This camaraderie prevailed throughout the entirety of Tajikistan. Each day you were bound to cross paths with at least one other traveler. Larger cities contained guesthouses that all travelers silently agreed on meeting at. After a long trek through Tajikistan’s adventurous terrain, you’d arrive at the next “checkpoint” city, unwashed and unkempt, and join the gathering of travelers, spotting out familiar faces. Tales of the Pamirs emanated across the room as routes were traced on splayed maps. Conjectures were spouted on the quality of the road or intenseness of the terrain, just to be shot down by someone who’d already experienced it. It was always far worse than expected.

I became comfortable in the confines of the hostel, switching between beer drinking and todo list checking off. Several times I tried to leave and was pulled back in. “What’s the harm in one more day?”, I would tell myself. Eventually, the calling mountains won me over. I ripped myself from the clenches of the lotus-eaters and staggered out of the hostel with the sun high in the sky—out-of-shape but reinvigorated.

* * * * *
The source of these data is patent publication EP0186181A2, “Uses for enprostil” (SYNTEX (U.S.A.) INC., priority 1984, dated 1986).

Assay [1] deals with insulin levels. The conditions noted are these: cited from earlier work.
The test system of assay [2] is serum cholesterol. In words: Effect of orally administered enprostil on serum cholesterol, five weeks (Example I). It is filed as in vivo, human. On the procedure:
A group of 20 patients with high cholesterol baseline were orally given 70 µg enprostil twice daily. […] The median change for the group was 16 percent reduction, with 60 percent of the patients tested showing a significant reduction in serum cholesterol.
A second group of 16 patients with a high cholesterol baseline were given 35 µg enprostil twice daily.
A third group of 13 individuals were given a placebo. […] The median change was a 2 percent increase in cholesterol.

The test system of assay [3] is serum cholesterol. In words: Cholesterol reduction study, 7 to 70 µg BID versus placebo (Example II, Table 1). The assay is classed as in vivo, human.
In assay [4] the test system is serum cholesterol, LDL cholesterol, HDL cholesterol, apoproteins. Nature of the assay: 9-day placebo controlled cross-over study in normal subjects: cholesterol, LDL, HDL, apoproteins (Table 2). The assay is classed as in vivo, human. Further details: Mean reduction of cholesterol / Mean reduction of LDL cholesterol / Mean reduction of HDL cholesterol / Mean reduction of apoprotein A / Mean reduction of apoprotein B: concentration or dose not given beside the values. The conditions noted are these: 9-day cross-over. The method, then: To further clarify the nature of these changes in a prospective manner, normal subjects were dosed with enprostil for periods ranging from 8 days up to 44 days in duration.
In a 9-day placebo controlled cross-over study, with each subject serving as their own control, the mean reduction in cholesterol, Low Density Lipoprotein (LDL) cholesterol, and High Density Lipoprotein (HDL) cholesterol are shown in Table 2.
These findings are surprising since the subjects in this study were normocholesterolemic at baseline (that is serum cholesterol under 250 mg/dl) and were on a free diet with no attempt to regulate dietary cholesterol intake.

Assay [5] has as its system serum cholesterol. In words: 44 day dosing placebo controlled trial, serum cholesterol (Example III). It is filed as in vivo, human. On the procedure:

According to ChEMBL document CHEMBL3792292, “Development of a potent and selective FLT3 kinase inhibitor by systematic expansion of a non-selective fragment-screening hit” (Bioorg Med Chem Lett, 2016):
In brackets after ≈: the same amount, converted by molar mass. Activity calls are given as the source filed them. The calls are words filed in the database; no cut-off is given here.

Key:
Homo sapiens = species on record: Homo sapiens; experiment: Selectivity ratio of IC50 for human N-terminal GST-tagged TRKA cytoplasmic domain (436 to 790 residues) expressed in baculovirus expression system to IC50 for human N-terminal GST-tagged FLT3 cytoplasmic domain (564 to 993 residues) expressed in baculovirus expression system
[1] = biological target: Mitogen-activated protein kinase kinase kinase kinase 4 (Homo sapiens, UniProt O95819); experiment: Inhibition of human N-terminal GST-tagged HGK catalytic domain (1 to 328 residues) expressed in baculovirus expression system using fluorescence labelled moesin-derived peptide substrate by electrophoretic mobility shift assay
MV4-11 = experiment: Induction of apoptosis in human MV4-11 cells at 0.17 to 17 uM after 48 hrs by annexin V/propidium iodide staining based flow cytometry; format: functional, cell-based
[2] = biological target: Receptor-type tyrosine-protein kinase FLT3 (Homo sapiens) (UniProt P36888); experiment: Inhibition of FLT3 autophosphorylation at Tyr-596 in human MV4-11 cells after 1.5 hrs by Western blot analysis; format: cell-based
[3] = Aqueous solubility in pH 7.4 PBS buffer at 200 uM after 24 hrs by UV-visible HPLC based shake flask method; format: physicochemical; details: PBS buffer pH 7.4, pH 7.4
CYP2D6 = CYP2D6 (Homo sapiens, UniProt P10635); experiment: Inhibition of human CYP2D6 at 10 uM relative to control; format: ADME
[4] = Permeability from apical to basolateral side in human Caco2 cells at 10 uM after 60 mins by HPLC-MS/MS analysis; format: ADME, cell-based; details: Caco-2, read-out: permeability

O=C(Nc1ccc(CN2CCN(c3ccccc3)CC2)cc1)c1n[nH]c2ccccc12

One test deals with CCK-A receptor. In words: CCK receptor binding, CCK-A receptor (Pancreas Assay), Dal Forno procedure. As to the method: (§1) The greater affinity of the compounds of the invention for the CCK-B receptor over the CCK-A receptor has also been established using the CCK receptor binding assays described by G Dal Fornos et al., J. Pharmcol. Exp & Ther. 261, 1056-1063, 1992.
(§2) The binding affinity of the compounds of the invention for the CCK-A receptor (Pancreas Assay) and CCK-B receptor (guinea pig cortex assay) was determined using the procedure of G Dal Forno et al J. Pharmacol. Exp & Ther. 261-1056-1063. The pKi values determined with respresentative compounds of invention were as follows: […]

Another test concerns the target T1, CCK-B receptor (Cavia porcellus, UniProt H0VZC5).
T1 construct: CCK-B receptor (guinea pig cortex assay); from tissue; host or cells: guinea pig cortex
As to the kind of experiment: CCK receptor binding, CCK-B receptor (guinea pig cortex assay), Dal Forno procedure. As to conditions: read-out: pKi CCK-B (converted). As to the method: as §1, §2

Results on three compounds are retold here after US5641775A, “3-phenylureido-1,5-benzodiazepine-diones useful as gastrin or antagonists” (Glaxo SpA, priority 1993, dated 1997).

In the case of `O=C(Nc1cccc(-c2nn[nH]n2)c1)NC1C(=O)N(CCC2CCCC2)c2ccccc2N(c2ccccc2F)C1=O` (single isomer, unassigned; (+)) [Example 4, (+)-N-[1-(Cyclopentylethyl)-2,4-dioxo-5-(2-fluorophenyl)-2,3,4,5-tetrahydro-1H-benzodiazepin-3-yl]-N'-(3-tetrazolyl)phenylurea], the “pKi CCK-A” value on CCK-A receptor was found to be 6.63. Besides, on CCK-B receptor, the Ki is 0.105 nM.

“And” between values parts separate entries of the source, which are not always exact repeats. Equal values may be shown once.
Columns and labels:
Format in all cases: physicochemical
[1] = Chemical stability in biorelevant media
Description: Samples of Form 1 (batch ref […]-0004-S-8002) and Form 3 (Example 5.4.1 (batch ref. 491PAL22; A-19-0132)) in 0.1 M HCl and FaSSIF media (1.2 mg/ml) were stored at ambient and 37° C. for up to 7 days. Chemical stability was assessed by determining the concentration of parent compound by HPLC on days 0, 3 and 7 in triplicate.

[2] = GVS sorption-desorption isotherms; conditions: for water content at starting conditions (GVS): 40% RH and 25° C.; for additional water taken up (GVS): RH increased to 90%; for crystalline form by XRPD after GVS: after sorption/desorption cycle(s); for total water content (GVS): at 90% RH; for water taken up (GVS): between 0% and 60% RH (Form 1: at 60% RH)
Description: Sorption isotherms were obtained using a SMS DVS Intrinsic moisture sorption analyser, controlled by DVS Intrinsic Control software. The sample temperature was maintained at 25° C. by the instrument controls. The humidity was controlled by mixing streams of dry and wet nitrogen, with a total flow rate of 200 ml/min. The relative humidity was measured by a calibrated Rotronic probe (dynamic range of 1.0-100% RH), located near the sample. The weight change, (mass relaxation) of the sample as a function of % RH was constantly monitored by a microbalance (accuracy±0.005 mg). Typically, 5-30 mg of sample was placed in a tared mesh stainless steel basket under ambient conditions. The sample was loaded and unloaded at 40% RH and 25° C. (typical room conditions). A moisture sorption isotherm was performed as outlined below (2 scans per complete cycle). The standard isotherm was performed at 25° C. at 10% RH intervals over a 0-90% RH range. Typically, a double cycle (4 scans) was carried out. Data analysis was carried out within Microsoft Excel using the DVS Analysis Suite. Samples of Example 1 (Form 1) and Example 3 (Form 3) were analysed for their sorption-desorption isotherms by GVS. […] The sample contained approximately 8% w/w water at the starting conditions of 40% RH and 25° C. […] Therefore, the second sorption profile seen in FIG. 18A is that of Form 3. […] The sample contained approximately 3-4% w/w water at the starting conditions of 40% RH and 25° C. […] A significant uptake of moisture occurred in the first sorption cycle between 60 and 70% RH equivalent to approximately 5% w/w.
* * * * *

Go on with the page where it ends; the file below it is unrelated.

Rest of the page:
I reentered the mountains as the smooth road dissipated into a scattering of large rocks and gravel. Stopped at a restaurant, I ran into Álvaro, a cyclist from Spain headed the same way as me, and we agreed to cycle together. Over the next week, we bumped across Tajikistan’s disheveled roads. Our asses hurt, but our spirits were high in the wake of the beauty presented to us at all times.


Entering a small village, I came upon a crowd formed on the main road. At the center of the crowd was Álvaro, juggling tomatoes to the cheers and applause of the villagers. Álvaro carried with him a distinct level of confidence that could only be explained by his 15+ years of cycling across every continent of the world. Situations that made me uncomfortable or nervous were handled with calm collectedness by Álvaro. Imagining all of the things this man has seen and done in his life awestruck me. One day, I asked him how he never quit cycling after such a long time. He told me that his journey was like crossing an ocean. After a certain point, there is no turning back; finishing is the only answer.

We inched up in altitude day by day. A steep climb was met by a steep downhill. Fifty meters up, forty meters down, again and again. As we met with the Panj River and the Afghanistan border, the road degenerated further. The sheer mountain cliffs and accompanying river left no space for traveling, so the road was forced into blasted out sections of the mountain. Cruising by jeeps whipped up clouds of dust that coated our skin. As I grew more exhausted, I imagined stumbling across ancient pterodactyl fossils etched out from the side of the mountain. “Eureka, Jones! We’ve found it!“, I exclaimed as a storm of dust smashed into my face and snapped me back to reality.